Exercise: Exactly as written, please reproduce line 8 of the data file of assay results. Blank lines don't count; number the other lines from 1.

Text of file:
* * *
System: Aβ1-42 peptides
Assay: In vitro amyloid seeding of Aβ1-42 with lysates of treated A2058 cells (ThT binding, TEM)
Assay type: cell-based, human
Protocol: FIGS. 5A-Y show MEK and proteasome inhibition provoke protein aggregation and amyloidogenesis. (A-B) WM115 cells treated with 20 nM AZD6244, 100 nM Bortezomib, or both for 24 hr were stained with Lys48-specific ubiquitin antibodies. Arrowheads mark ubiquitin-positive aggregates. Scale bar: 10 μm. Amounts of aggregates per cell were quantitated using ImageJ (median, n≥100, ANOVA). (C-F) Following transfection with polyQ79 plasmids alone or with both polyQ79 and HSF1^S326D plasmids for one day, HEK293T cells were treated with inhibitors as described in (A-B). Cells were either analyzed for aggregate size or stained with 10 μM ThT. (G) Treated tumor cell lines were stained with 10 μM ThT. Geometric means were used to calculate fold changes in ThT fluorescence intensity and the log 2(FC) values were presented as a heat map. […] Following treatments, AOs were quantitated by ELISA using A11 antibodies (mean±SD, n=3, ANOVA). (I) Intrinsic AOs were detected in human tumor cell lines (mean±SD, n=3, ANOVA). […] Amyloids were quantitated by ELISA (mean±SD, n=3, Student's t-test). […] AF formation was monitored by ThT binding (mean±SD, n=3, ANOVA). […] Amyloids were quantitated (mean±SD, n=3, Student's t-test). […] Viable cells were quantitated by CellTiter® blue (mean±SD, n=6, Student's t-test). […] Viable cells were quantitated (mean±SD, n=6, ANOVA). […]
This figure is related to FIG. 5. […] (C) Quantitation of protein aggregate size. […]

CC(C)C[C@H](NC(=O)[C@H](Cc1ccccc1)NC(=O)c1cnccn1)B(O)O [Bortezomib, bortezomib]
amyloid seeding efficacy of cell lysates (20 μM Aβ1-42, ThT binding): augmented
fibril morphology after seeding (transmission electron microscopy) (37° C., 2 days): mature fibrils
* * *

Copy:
fibril morphology after seeding (transmission electron microscopy) (37° C., 2 days): mature fibrils